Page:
7. Monetary and exchange rate policies. The IMF takes the lead in this area. IDA is playing a complementary role through operations to strengthen payments systems at Bangladesh Bank (BB).

8. Financial sector reforms. Capital shortfall in some banks, accumulated non-performing loans (NPLs) in SOBs, and weakening corporate governance across the board have affected stability of the financial sector. Technical support from the Bank and IMF would benefit Bangladesh Bank, and the financial sector as a whole, at this time when the art of balancing stability and growth is so important. The IMF had provided TA on banking supervision, including through a resident advisor until late 2014, and on strengthening the state-owned commercial banks (SOCBs). The IMF will continue to support banking sector reforms through the Article-IV consultations. IDA will provide support to improve the regulatory and oversight capacity of BB through policy dialogue and just in time notes.

9. Energy sector reform. Over the last three years, spending on subsidies, particularly on energy, has declined as a share of GDP, through the domestic price adjustments. Electricity price adjustments will need to continue in the near term to match the increased costs of generation. The gas sector is overly dependent on the domestic gas company for aggregating gas supply, exploring for onshore gas, and regulating the gas sector. The prevailing legal framework supports strong state involvement in exploration and production. A gradual adjustment of domestic gas prices will be important. Current efforts to increase gas tariffs face strong public opposition. Reducing financial and operational inefficiencies in state-owned enterprises in the energy sector is also critical. Despite strong resistance from the worker’s union, Bangladesh Power Development Board has been able to corporatize one of its distribution utilities in the recent past with the support of strong political will. Bangladesh ranks poorly among the low-income countries in terms of availability of electricity. Reliance on expensive liquid fuel for power generation needs to be reduced which eventually would reduce the subsidy burden on the government. Proper regulations and further incentives are needed for stepping up private investment in the energy sector. Institutionalization of transparent and competitive procurement processes can send the right signal to the market and help attract qualified sponsors. Import of electricity from India, a cheaper option than running liquid fuel-based plants, has started and more interconnections with India are being planned. The long-run option of tapping into the hydropower resources of Nepal and Bhutan should be seriously considered.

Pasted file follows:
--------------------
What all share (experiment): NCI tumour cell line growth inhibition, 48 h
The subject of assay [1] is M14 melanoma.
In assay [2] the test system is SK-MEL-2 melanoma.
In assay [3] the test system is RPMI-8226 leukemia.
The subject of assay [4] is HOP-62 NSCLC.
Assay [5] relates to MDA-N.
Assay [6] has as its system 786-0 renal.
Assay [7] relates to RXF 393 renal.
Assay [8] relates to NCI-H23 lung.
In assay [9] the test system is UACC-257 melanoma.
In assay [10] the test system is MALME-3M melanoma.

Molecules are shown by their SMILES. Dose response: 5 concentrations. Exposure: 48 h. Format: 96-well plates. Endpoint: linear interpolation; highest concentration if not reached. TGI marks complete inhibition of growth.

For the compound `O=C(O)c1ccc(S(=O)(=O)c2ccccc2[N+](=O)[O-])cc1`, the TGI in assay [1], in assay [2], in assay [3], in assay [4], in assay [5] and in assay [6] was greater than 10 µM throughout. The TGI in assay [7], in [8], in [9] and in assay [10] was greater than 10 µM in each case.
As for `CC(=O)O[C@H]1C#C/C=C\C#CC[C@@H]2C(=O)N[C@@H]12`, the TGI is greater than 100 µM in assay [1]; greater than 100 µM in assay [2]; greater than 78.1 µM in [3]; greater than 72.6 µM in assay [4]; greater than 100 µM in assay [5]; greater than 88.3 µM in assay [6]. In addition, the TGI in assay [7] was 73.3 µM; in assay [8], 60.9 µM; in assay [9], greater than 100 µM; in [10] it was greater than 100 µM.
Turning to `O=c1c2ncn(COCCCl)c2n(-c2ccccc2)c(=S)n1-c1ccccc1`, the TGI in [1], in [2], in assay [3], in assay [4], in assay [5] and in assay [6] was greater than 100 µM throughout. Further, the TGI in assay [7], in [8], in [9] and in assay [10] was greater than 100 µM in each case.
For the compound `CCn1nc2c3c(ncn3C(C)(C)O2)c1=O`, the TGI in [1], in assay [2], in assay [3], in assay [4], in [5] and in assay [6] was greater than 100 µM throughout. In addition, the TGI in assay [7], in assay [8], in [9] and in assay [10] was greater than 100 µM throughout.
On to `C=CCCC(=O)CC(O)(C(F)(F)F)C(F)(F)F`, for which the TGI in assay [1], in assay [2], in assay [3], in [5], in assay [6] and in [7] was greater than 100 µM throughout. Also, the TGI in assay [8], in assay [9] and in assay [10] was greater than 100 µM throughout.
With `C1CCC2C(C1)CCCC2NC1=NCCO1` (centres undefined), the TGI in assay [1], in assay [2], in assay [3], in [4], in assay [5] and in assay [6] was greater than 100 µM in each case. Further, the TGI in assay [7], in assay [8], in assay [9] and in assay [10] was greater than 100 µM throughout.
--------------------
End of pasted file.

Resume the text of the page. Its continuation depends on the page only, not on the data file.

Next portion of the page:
Division of labor: IDA will lead on policy dialogue and investment in this area, with the IMF focused on policies to address fiscal implications.

10. Social protection. Under the ECF arrangement social spending as a share of GDP was protected. However, further improvement is needed, particularly through better targeting, and consolidation of a large number of programs. Rationalization of regressive subsidies will also help provide additional room for enhanced spending on social safety net programs.

Division of labor: IDA is leading in this area through support to the development of the National Household Database to be used for objective and transparent beneficiary selection and strengthening administrative platforms at the central and local levels for improved management and better coordination of Social Safety Nets (SSN).